Poland: Culture Shock!

I know it isn't usual blog etiquette to publish three days all at once but my internet connectivity is limited. To any poles reading this, don't be offended about my first impression, it is already changing but I still want to record it.
This is what I wrote in my diary at the airport during my Heathrow>Warsaw>Wroclaw flights:
Got up at 5.40am. Broke the bathroom fan. In a rush caught the wrong train. Ad libbed from Victoria Station, heavy bag with lots of stairs a borderline disaster. A man carried it for me - saved a nervous breakdown. Changed the tube 3 times before I got to the right line. Shopping in Heathrow.
Warsaw airport is terrifying. When the plane landed you couldn't see the airport. The man in front of me was carrying 300 cigarettes from duty free and my board pass said 'non-smoking seat'. The guards wear military uniforms and all carry guns, even the women my age. Every store in the airport sells vodka, including the book shop. I couldn't understand anyone on the plane, all the newspapers are polish. After freaking out that I would be refused a visa, arrested by the military men then shot by people yelling at me in Polish, they didn't even ask me one question, only said, 'Enjoy your stay, New Zealander'. Still flustered though. The airport decor could be described as Communist Chic with a splash of orange. There is a woman in full army gear who looks like Uma Therman sitting next to me right now, stretching her leg up to her head repeatedly.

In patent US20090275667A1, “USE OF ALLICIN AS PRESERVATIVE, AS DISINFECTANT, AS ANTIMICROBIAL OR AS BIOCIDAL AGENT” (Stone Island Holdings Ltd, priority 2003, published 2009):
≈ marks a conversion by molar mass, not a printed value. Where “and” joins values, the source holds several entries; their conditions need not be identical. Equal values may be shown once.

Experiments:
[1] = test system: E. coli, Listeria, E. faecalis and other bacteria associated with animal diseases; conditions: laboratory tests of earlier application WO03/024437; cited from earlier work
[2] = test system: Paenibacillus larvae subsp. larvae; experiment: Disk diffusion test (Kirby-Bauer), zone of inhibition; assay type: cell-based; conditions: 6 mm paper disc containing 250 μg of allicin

Once I arrived, no one was there to meet me at the airport. Luckily a girl arrived just I started towards the taxis. Wroclaw airport was much nicer and more modern. Half the city looks like it hasn't been done up since WW2, including the backpackers I am in; the peach paint on the ceiling of the empty concrete corridors is falling away to reveal an angel fresco. The hostel took my passport 'for details' once I arrived and refused to give it back when I demanded half an hour later. They laughed and didn't speak english. (I got it back and turns out it was just a miscommunication, although it put me very on edge until they did the same to all the successive people arriving.) The other half of Wroclaw looks like Soviet style apartment buildings painted lime greens, pinks and yellows. Trams run throughout the town. The christmas market was closing in the amazing medieval town square when I arrived. A group of us went for a beer with some Polish AIESECers, who couldn't believe we didn't drink everynight! I do love all the people I have met so far, especially the other AIESECers.

I would like to say that I love Wroclaw too, but right now my hair smells like second-hand cigarette smoke, I'm exhausted and I can't understand any written polish, including this computer. I have taken to smiling and nodding at people instead of talking.
Today I was told that me and two others are being sent to a town not far from Krakow. I had no warning, but I am going to teach in a village for two weeks and will stay with a host family, which means I will be separated from my friends. More adventures await!


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